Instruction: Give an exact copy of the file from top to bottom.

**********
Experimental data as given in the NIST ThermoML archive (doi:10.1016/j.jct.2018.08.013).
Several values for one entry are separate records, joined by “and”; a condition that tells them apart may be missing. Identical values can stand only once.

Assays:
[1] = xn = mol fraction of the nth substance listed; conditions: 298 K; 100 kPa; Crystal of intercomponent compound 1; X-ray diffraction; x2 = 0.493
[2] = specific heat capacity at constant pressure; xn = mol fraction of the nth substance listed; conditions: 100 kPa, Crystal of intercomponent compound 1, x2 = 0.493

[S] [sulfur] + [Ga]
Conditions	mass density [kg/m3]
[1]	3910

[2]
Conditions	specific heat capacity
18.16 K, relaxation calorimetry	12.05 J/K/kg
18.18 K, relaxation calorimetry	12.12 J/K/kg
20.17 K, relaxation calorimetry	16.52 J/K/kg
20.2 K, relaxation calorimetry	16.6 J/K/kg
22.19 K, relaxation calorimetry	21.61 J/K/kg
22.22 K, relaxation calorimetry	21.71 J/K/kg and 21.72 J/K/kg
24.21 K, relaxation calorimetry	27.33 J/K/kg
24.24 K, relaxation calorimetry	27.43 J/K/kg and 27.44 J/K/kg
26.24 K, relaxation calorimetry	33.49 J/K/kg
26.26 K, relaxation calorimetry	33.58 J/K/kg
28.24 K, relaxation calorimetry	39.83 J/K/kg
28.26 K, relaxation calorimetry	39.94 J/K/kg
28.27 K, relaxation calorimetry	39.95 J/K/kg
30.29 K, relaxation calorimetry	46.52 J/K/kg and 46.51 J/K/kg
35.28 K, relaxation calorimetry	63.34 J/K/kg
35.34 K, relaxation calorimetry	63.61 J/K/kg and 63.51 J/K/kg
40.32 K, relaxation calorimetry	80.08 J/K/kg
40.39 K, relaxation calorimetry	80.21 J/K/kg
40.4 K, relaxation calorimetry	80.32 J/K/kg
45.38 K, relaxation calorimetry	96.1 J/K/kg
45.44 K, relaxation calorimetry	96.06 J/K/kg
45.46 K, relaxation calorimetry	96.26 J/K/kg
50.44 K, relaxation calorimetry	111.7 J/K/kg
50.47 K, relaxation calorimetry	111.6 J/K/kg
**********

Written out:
Experimental data as given in the NIST ThermoML archive (doi:10.1016/j.jct.2018.08.013).
Several values for one entry are separate records, joined by “and”; a condition that tells them apart may be missing. Identical values can stand only once.

Assays:
[1] = xn = mol fraction of the nth substance listed; conditions: 298 K; 100 kPa; Crystal of intercomponent compound 1; X-ray diffraction; x2 = 0.493
[2] = specific heat capacity at constant pressure; xn = mol fraction of the nth substance listed; conditions: 100 kPa, Crystal of intercomponent compound 1, x2 = 0.493

[S] [sulfur] + [Ga]
Conditions	mass density [kg/m3]
[1]	3910

[2]
Conditions	specific heat capacity
18.16 K, relaxation calorimetry	12.05 J/K/kg
18.18 K, relaxation calorimetry	12.12 J/K/kg
20.17 K, relaxation calorimetry	16.52 J/K/kg
20.2 K, relaxation calorimetry	16.6 J/K/kg
22.19 K, relaxation calorimetry	21.61 J/K/kg
22.22 K, relaxation calorimetry	21.71 J/K/kg and 21.72 J/K/kg
24.21 K, relaxation calorimetry	27.33 J/K/kg
24.24 K, relaxation calorimetry	27.43 J/K/kg and 27.44 J/K/kg
26.24 K, relaxation calorimetry	33.49 J/K/kg
26.26 K, relaxation calorimetry	33.58 J/K/kg
28.24 K, relaxation calorimetry	39.83 J/K/kg
28.26 K, relaxation calorimetry	39.94 J/K/kg
28.27 K, relaxation calorimetry	39.95 J/K/kg
30.29 K, relaxation calorimetry	46.52 J/K/kg and 46.51 J/K/kg
35.28 K, relaxation calorimetry	63.34 J/K/kg
35.34 K, relaxation calorimetry	63.61 J/K/kg and 63.51 J/K/kg
40.32 K, relaxation calorimetry	80.08 J/K/kg
40.39 K, relaxation calorimetry	80.21 J/K/kg
40.4 K, relaxation calorimetry	80.32 J/K/kg
45.38 K, relaxation calorimetry	96.1 J/K/kg
45.44 K, relaxation calorimetry	96.06 J/K/kg
45.46 K, relaxation calorimetry	96.26 J/K/kg
50.44 K, relaxation calorimetry	111.7 J/K/kg
50.47 K, relaxation calorimetry	111.6 J/K/kg